I was seven years old when my father brought the concept and beginning traditions of Kwanzaa into our home. It was sometime after Thanksgiving of 1968 when he suggested that we try it. Of course, not knowing much about it, having my father endorse it, and knowing that it started after Christmas, I figured it couldn’t be all that bad. Little did I know that my brothers and I were in for a life changing experience.
Now before I go further, a lot of people share that they have life changing experiences all the time. A good book, a movie, a collection of songs/videos dropped without you knowing, all of these and more have been indicators that lives will never be the same. Now, I don’t discount anyone who says they have had a life changing experience but for me, the true test of a life changing experience is simply you are now doing something radically different from before.
Okay, back to 1968. As the calendar neared December 25th, I knew something was, as Sherlock Holmes would say, afoot. When asked when do we go to pick up a Christmas Tree from the gas station down the street (for 4.00), my father said that we weren’t going to get one. We’re celebrating Kwanzaa now. NO CHRISTMAS TREE??? What in the name of holly jolly is going on here? Immediately, the prospect of celebrating Kwanzaa became the number one agenda for our next family meeting. Can you imagine Christmas without a tree. That’s like Thanksgiving without the turkey (which our family did several times as well). My brothers and I conspired to make sure we would have a tree. We would do like kids would do on the Wonderful World of Disney and go into the woods and cut down one ourselves…unfortunately, we lived in the city, didn’t have a saw, and it was too cold.
Thankfully, our father had another plan…not a plan B…he had already had the answer for where our presents (yes, we still would receive presents) to appear magically. He told us…I mean he schooled us on the history of the Christmas Tree, explaining its Germanic roots and clarified that it was cool for others but for us it was important to have symbols which represented us. On that note, he gathered a few boxes, attached lights (the lights we would have used for the tree), covered the boxes with African print cloth, and then adorned the structure with plants and African figurines. The tree was retired and replaced with our new African Rainforest. This was our connection to the Motherland while still embracing our American cultural practices of getting presents on Christmas morning.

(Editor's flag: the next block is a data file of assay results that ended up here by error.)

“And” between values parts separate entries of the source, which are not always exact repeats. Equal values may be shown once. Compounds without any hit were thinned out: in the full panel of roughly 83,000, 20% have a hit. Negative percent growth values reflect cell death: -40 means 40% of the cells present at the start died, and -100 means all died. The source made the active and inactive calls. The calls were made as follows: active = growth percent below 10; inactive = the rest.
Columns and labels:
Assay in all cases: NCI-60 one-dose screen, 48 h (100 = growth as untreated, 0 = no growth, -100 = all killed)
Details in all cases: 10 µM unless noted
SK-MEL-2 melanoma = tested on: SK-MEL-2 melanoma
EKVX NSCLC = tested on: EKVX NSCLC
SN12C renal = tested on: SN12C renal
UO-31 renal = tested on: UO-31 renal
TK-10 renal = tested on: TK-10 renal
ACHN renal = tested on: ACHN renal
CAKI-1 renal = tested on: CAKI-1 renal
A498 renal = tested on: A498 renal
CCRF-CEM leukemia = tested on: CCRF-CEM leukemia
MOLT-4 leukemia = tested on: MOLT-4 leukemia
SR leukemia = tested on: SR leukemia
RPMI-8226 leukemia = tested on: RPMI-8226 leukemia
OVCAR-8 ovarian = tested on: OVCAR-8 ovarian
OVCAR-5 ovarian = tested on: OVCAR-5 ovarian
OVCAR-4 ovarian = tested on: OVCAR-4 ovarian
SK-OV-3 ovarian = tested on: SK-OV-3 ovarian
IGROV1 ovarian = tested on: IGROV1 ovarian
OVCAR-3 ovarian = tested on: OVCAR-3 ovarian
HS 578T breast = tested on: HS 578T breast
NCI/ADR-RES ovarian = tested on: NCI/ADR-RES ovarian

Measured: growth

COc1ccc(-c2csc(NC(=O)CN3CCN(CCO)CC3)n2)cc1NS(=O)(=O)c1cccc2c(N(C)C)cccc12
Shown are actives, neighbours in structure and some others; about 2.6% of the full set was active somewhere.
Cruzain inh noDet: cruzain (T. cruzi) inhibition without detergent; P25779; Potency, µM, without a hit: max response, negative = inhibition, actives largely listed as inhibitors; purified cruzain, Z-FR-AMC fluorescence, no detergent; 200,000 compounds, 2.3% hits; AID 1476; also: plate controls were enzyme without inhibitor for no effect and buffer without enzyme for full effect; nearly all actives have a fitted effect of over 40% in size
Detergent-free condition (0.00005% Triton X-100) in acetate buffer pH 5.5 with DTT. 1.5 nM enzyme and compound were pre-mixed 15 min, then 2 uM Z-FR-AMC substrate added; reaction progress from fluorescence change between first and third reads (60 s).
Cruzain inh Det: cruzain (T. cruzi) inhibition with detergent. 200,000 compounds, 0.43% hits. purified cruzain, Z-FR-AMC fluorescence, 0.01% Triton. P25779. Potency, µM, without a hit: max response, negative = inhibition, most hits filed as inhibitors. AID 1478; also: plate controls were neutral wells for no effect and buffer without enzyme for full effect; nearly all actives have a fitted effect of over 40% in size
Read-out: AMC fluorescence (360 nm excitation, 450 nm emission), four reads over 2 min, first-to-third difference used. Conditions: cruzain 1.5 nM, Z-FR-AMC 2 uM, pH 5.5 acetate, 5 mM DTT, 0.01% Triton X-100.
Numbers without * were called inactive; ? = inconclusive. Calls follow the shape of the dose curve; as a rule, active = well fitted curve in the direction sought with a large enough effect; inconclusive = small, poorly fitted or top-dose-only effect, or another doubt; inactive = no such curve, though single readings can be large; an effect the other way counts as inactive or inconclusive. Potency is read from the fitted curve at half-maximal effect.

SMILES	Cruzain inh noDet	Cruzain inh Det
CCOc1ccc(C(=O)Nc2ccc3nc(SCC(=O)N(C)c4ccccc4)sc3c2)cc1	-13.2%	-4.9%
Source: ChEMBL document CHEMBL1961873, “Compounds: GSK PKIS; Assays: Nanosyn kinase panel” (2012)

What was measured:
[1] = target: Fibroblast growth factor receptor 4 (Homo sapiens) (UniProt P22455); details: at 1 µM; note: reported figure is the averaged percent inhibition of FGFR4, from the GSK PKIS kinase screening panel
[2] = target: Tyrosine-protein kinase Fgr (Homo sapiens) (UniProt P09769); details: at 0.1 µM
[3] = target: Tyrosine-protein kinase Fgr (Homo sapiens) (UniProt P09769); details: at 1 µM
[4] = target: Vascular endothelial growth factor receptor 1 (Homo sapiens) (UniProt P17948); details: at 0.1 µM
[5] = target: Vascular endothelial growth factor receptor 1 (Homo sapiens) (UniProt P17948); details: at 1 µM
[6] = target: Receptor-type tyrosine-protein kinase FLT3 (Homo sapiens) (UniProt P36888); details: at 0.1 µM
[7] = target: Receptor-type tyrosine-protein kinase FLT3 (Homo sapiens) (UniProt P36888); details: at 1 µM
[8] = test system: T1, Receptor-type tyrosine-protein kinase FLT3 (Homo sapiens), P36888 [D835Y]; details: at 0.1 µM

Truth be told, I didn’t think it would work. Thankfully, for a seven year old child, I was wrong. Christmas morning I awoke, crawled out of bed, booked it downstairs, and stood in awe. There they were…presents under the tree rainforest. From there our Christmas continued as normal. The fire was lit in the fireplace, we took turns reading portions of the Christmas story from the Bible, shared the highs and lows of the year, and proceeded to take turns giving out presents (I don’t know what it feels like to run downstairs and just opening presents without other family members—someone will have to share that with me).
The next day we began experimenting on how to celebrate the new cultural holiday, Kwanzaa. The first step was to learn and memorize the Nguzo Saba (Seven Principles). My mother found recipes for different dishes for us to eat over the next seven days. We held Kwanzaa parties and introduced friends and family to Kwanzaa, demystifying it, taking it from being characterize as “Black Christmas” to a time to reconnect with our culture and prepare our hearts and minds for the new year. While Kwanzaa focuses its symbols on the agricultural practices back in our collective homeland, we urbanites can harvest the skills and strength to build our families, communities, nation, and race (that’s taken from the first principle, Umoja).
Just like people of different backgrounds and life stations celebrate Christmas in their own way, Kwanzaa offers the same flexibility. It doesn’t require the banishment of a tree, Santa, or Sugar Plum fairies (if that’s your cup of eggnog). It is about coming together as a family and remembering the strength our ancestors have planted within us.
As for trees….have you seen the price for a live one? Makes you wanna shout Habri Ghani!?!
Guy A. Sims is the author of the Philadelphia-based romance novel, Living Just A Little and crime novella, The Cold Hard Cases of Duke Denim and the much anticipated, graphic novel, Brotherman: Revelation. He also adapted the award winning youth novel, Monster (by Walter Dean Myers) into a graphic novel.